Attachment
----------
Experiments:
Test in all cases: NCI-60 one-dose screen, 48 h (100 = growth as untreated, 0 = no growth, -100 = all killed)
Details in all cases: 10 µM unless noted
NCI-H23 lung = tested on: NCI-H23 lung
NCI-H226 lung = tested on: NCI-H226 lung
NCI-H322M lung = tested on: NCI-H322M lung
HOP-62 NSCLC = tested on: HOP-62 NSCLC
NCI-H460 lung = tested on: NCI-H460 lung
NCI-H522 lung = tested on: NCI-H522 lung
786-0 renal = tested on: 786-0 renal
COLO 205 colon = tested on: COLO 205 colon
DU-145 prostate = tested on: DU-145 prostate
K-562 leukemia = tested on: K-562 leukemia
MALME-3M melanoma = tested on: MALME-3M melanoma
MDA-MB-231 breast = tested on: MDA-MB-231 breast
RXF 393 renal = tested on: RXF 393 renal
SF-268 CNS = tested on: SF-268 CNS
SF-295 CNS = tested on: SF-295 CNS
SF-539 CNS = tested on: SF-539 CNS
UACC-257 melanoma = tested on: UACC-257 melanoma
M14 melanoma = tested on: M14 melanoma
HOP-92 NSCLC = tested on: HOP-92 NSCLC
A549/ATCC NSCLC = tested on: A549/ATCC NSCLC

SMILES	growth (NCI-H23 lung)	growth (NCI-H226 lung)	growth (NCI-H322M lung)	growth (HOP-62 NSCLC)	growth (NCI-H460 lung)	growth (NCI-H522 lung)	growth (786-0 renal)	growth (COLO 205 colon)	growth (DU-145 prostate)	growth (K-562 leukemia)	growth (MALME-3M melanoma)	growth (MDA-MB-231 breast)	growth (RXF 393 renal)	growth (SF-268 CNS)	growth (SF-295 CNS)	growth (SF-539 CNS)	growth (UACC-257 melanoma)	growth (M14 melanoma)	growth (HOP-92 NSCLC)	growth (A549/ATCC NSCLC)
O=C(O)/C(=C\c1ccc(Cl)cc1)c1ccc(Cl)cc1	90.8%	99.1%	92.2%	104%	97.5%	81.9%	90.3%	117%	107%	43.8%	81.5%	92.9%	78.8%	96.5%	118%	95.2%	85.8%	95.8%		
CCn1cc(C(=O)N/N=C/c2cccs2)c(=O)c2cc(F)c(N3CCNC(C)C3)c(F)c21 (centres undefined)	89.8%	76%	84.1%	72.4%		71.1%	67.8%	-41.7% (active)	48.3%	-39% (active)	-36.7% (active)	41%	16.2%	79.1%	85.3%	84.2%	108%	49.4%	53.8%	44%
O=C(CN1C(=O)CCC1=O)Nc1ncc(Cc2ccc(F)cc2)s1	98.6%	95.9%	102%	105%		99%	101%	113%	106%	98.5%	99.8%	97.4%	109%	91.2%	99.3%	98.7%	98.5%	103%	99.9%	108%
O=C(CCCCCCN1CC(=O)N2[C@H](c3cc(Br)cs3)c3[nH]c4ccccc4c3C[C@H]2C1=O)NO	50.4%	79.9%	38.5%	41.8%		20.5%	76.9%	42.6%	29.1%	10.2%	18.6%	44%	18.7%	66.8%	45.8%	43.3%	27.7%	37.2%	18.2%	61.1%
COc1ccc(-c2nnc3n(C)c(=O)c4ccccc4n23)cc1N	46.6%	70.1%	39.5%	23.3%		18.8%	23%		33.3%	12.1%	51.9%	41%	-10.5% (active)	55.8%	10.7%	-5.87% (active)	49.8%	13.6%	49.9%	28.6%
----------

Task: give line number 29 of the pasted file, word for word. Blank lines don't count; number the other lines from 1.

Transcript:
COc1ccc(-c2nnc3n(C)c(=O)c4ccccc4n23)cc1N	46.6%	70.1%	39.5%	23.3%		18.8%	23%		33.3%	12.1%	51.9%	41%	-10.5% (active)	55.8%	10.7%	-5.87% (active)	49.8%	13.6%	49.9%	28.6%